Suicide Prevention Resources
News & Announcements
Public Comment Period on the Proposed 2020 Suicide Prevention Guidelines
Public comments regarding the 2020 Proposed Suicide Prevention Guidelines (Board of Education January 23, 2020 Item H)-This is a Word document. will be received at Public Comments on Suicide Prevention Guidelines from January 27, 2020 - March 1, 2020.
Schools can play a key role in suicide prevention. The task of all professionals involved in and dedicated to the education of children is to help prevent death by suicide whenever possible. When school personnel, families, and communities take an active role in suicide prevention lives can be saved.
The Virginia Department of Education (VDOE) has partnered with the Virginia Department of Health (VDH) to raise awareness about the Suicide Prevention Month Educational Campaign in September. In order to extend the reach to families and communities, Virginia educators are asked to explore an electronic toolkit that was developed to house materials related to the campaign. The RecognizeTalkAct Suicide Prevention Toolkit includes educational materials and print-ready social media communication templates that schools can use. The goal of this partnership is to raise awareness about the warning signs of suicide, how to access help during a crisis, and lethal means restriction.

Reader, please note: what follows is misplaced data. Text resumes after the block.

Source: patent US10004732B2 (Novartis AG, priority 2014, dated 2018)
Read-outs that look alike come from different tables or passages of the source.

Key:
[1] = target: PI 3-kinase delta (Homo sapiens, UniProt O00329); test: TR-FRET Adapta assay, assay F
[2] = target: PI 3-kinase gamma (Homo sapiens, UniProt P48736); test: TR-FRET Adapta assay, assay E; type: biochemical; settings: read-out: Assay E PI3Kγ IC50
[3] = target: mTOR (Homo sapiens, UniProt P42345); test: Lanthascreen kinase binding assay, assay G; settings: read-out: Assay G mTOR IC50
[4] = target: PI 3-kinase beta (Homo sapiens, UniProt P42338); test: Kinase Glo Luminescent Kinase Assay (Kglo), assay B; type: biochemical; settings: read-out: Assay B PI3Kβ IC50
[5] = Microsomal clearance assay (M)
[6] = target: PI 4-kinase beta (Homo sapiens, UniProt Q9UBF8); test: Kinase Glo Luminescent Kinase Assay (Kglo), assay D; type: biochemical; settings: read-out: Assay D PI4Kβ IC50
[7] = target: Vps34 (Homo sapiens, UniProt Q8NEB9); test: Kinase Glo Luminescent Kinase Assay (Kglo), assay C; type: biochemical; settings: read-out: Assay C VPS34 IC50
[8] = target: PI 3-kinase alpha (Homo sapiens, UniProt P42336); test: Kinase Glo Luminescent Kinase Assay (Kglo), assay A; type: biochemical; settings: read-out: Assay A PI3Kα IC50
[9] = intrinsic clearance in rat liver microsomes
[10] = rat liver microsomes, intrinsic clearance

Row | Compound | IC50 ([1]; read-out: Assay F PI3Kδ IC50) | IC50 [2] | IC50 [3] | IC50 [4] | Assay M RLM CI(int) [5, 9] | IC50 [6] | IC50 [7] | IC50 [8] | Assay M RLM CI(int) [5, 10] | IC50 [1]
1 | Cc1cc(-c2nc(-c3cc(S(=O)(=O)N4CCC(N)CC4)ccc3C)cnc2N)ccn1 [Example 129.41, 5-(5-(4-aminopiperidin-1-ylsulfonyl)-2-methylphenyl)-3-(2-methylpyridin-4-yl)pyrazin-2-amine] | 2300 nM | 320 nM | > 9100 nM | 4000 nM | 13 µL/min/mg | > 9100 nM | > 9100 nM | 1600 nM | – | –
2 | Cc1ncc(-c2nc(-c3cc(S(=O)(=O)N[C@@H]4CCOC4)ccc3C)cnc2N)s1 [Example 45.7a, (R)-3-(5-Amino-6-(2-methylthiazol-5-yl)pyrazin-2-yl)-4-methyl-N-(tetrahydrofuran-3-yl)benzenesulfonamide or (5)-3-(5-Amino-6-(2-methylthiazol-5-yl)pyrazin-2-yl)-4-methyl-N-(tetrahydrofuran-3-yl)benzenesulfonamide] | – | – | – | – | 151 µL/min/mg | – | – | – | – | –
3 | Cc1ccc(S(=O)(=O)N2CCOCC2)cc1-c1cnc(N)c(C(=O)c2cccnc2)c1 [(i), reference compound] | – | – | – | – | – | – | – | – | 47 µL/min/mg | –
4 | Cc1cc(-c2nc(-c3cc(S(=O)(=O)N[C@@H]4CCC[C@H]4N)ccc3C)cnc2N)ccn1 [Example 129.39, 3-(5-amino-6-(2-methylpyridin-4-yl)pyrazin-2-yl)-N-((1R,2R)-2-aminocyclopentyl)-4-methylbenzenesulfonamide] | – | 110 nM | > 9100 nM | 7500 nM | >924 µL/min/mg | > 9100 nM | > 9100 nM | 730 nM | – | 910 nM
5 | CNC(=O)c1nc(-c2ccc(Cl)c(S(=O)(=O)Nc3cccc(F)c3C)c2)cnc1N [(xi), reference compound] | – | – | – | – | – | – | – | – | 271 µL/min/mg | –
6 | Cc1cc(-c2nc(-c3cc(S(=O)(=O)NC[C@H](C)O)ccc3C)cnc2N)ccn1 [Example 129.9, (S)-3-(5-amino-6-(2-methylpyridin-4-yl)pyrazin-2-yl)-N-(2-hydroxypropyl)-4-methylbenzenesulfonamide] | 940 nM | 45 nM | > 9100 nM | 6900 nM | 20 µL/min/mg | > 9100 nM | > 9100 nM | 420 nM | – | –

Overview of Resources Provided & Guidelines
The resources provided below are organized into three overarching concepts:
(The VDOE Suicide Prevention Guidelines-This is a PDF document. are being revised. It is anticipated that the revised Guidelines will be available in January, 2020).